PS4 $399, Xbox One $499: which is worth your dollars?
The Electronic Entertainment Expo (or E3 as it’s commonly known) started off today with major announcements and game reveals from both Sony and Microsoft regarding their latest hardware. With the advent of the next generation of consoles, here’s a quick list of the strengths and weaknesses of both systems in their debut today.
[EDIT: Sony released further spec and camera details late after their conference. This article has been updated to reflect those newly revealed additions]
Xbox One – $499
Specs: 500 GB hard drive, 8GB RAM, 8-core x86 processor, HDMI, blu-ray player, and Kinect included.
Release date: Sometime in November.
Subscription needed: Yes. Xbox Live Gold will still be needed to access streaming apps, multiplayer, and store exclusives.
Noted exclusive games: Minecraft, Quantam Break, Sunset Overdrive, Forza Motorsport 5.
Xbox One got off to a slow start after the PS4 was announced, but has since shown off its console and debuted a slew of incoming games for the console in this upcoming year. At its initial debut in May, the company showed the consoles’ focus on cable TV integration, easily suspended/resumed applications and games, furthered Kinect integration, and partnerships with the NFL, NBA, and other sports associations for season-long programming.
At E3 Microsoft redirected its focus to games as it showed off games such as TitanFall (a third-person mech shooter), Ryse: Son of Rome, Battlefield 4 and Dead Rising 3. The games were mostly trailers than gameplay, but what was shown wasn’t enough to impress the crowds in attendance.
The positives were the company’s changeover from the use of Microsoft points, to real currency, as well as the fact that current Xbox Live Gold subscriptions could be carried over to the Xbox One so there would be no need to re-buy immediately. Microsoft is also rewarding current Gold members with two select free games per month until the new system launches.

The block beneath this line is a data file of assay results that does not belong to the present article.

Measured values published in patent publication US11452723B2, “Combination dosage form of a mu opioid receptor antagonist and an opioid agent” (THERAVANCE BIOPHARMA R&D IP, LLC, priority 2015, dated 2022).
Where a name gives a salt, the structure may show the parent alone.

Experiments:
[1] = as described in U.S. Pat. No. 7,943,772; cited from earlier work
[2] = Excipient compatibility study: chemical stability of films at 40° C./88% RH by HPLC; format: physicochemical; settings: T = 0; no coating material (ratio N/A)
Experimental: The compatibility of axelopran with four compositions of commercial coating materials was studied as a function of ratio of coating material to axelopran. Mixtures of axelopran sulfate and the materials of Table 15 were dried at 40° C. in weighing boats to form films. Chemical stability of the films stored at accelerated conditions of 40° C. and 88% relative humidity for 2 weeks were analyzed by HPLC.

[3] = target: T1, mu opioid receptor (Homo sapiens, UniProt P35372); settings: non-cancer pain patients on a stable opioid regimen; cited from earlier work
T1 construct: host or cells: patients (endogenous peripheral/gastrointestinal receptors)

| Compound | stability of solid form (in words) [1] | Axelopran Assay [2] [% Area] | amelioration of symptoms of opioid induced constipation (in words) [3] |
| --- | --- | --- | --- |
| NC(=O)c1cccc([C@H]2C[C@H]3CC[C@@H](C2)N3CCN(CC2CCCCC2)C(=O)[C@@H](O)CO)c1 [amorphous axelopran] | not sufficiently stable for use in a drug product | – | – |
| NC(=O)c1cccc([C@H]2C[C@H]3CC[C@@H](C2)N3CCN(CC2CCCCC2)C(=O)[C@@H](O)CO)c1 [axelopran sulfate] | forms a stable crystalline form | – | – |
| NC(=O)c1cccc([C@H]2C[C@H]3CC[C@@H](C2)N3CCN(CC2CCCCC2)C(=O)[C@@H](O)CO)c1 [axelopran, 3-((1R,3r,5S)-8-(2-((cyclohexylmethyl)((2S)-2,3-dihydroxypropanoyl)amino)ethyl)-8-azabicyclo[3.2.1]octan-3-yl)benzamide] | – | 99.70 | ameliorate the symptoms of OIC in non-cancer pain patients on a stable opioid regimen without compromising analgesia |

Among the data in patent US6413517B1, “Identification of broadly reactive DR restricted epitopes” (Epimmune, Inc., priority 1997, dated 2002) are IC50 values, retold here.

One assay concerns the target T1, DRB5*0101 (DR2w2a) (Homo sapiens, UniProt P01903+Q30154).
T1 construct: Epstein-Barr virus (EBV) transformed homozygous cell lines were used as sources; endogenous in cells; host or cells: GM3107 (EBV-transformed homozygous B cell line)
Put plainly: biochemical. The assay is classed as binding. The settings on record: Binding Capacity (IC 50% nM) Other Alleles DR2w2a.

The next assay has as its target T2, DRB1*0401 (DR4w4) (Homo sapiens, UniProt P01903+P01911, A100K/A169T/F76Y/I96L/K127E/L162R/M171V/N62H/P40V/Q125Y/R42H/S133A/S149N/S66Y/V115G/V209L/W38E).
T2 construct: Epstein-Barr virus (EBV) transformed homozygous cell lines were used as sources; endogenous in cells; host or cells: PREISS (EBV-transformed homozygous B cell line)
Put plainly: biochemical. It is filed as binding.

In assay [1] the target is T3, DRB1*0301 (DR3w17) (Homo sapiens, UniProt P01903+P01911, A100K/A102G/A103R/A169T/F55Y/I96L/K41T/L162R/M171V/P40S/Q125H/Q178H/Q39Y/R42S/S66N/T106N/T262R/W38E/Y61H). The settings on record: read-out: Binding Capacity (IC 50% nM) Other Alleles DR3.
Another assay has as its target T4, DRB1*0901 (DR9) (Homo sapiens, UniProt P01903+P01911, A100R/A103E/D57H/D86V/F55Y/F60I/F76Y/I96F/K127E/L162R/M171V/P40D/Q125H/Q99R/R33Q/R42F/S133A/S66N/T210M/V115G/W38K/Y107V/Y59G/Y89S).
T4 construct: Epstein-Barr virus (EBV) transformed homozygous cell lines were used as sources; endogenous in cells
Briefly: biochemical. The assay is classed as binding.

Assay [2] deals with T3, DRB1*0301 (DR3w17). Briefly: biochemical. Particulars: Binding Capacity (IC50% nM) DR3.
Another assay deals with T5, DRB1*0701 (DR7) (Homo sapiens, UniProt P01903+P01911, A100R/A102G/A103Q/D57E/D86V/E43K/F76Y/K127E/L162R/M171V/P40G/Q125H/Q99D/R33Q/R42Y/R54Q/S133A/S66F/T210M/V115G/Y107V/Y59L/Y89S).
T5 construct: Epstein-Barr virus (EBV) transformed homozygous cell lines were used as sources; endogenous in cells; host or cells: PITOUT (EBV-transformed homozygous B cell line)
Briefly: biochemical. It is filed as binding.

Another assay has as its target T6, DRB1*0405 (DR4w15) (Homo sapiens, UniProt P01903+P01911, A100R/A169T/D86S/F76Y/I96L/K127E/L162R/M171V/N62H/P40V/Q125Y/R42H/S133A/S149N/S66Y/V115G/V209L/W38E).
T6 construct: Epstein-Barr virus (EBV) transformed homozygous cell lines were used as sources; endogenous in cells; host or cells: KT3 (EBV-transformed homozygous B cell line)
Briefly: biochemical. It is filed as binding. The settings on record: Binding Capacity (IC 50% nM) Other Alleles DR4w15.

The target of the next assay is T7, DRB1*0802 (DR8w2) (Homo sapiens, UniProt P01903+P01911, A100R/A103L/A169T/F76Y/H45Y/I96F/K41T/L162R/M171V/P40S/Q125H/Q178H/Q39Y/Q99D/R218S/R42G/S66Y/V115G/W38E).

Where the Xbox One has struggled is where it stands on used games and the need for internet connections. According to Microsoft, games bought on disc will be downloaded and installed to the Xbox One drive, where anyone can play on that particular console. Games can be gifted digitally to only one other person and said person MUST be on your friends list for at least 30 days before you can give the game to them. As far as disc-based games, the option for third-party publishers to charge a transfer or license resale fee is still available and at their discretion, so the actual price of buying a used game is unknown as of yet.
Oh, and renting games won’t be available at launch either.
Alongside that, the Xbox One requires an internet connection once every 24 hours for the purpose of updating the console. If a user attempts to game offline for longer than 24 hours, they would be effectively locked out of their games until they reconnected to the internet. This applies to all games, single and multiplayer alike.
Playstation 4 – $399
Specs: 500 GB hard drive, 8GB RAM, 8-core x86 processor, HDMI, and blu-ray player.
Release date: Sometime in the 2013 holiday season.
Subscription needed: Yes, Playstation Plus is needed for access to multiplayer in games only.
Noted exclusive games: inFamous: Second Son, Killzone: Shadow Fall, The Order: 1886.
The Playstation 4 was triggering its guns early this year with their controller reveal and game teasers. At E3 the company revealed the actual console, price, release window, games, and a look into the furthered role of the Playstation Plus service.
Sony showed off PS4 games such as Bungie’s (the makers of Halo) first-person-shooter Destiny, Final Fantasy Versus XIII (with actual gameplay), and trailers for other upcoming titles such as Kingdom Hearts III and DriveClub. Also shown was a slew of indie games such as Octodad, Don’t Starve, Outlast, and Secret Ponchos, which would be featured on the console in its launch year.
The company made a point to delve into its online services, highlighting that there would be no restrictions or fees to the resale or lending (and presumably, renting) of used games.
On the flip side, Sony very sneakily commented that a Playstation Plus subscription would be needed to access multiplayer features of a game. However, the PS4 itself does not require an internet connection to play media, and the Plus subscription would not be needed to play single player campaigns or access online movie and music services (such as Netflix or Crackle).
While it appears Sony has landed a winning punch, it is important to highlight that the company will be selling an additional system camera for $59. While it doesn’t appear that this camera is necessary for game play, it could make the $399 price inflate if you wanted to get the full PS4 experience.
Both systems are in fairly close running as far as specs are concerned, but the biggest divides lie with subscription services, used game policies, and launch lineups. With all this in mind, which console will you buy? Let us know in the comments below!